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Coronavirus: changes made to vaccine portal after criticism (Update 4)

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Changes have been made to the vaccinations portal to allow the booking of 10,000 slots per half hour, Deputy Minister for Innovation Kyriakos Kokkinos said on Friday amidst reactions and criticism after the system was down for the whole of Thursday.

The portal, which closed on Thursday due to technical problems, reopened on Friday, but not without presenting applicants with new problems, at least those who logged on early morning.

Kokkinos, speaking to Sigma TV, said this was only for the first 35 minutes mainly due to very large numbers of people rushing early morning to book a slot for the vaccine of their preference.

“We don’t book a vaccine but vaccination which is the case all over the world,” Kokkinos said, reiterating the government’s and experts’ position that people should just grab the first vaccine available to them since all of them have been approved by the European Medicines Agency.

Ever since concerns were raised about the safety of the AstraZeneca vaccine after its association with rare blood clots, many people rush to book as early as possible when their age group is announced to make sure they will get a jab by another company.

Kokkinos explained that the portal, which runs on the Gesy system, was initially designed to serve 50,000 people per day.

“The hesitation for a specific vaccine,” he said, meant that the system was called to serve 15,000 people within three minutes, which is not within its technical specifications. “We are making changes to improve it, in the meantime, problems arise that create hardship to the people which we acknowledge.”

On Friday, when people aged 35 and 36 were eligible to book their slot, the deputy ministry for innovation introduced a new feature which puts people interested in booking an appointment in an online queue, while allowing them to know the waiting time until they are served.

“This addition aims to better serve people and to avoid overloading the system,” the ministry said in a statement.

It also said, that, although in the first 35 minutes of operation of the portal on Friday there were issues of speed as regards servicing people, by 8.45 am everyone who expressed interest in booking a slot was served.

“Instead of users getting notification that the system is slow or that the server is not available, it will tell you you will be served in three, four, five minutes,” Kokkinos said.

He said the goal is for a person to wait maximum thirty minutes. So far, Kokkinos said, everyone expected to be served within three minutes, now these three minutes will be half an hour.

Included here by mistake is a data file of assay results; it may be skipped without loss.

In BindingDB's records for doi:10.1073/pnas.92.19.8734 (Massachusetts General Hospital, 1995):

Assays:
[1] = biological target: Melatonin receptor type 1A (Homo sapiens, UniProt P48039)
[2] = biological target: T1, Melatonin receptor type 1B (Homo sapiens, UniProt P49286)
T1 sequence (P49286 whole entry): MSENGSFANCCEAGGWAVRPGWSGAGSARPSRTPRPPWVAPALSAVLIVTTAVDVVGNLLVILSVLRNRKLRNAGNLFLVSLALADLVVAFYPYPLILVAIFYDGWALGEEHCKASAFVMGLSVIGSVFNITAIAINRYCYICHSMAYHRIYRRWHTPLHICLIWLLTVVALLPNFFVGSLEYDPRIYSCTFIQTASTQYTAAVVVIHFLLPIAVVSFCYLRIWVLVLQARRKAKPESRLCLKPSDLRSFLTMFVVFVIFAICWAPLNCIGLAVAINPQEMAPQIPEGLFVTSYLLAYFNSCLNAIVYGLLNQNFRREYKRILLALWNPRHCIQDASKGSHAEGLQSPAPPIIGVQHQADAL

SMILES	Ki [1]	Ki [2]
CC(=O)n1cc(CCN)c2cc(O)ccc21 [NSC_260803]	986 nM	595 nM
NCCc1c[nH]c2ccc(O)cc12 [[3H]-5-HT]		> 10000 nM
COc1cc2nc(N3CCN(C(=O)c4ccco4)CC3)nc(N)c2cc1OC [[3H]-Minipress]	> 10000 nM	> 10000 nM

With tweaks made, the goal is to have 10,000 appointments per half hour, he added.

According to information by the health ministry, by 9.15 am on Friday, a total of 10,110 of the 13,473 available slots were booked. Of these 4,644 were for Pfizer shots, 1,593 for AstraZeneca, 2,855 for Moderna vaccines and 968 for Johnson & Johnson.

Until 8.10 am around 2,000 appointments were booked, Kokkinos said, adding that at 7.30am when the portal opened, 15,000 to 16,000 users were on hold.

Kokkinos gave reassurances that all measures were taken to minimise problems, though he could not guarantee that there would be no problems from now on.

The problems observed with the portal, mainly on Thursday, prompted several parties to call for Kokkinos’ resignation. Main opposition Akel referred on Friday to “the incompetence of those in power, who cannot even run a web portal” prompting a response by the government.

Deputy government spokesman Panayiotis Sentonas defended the work carried out as regards the portal and the vaccination programme and said Akel rushed early morning to diminish this “enormous effort” but could not wait to see whether their assessment would be confirmed. “More than 10,000 vaccination appointments have been booked today a few hours after the portal opened,” Sentonas said.

Meanwhile the audit service said on Friday it planned to investigate the goings-on relating to the vaccination portal.

Spokesman Marios Petrides said the service has asked the health ministry and the ministry of innovation for information since April 20 but has received nothing yet.

Petrides said they were carrying out an IT audit to determine how the system works.

The audit concerns “proper execution of contract,” he said.

The vaccination portal was a €300,000 add on on the Gesy portal, whose contract had been granted to NCR Cyprus.

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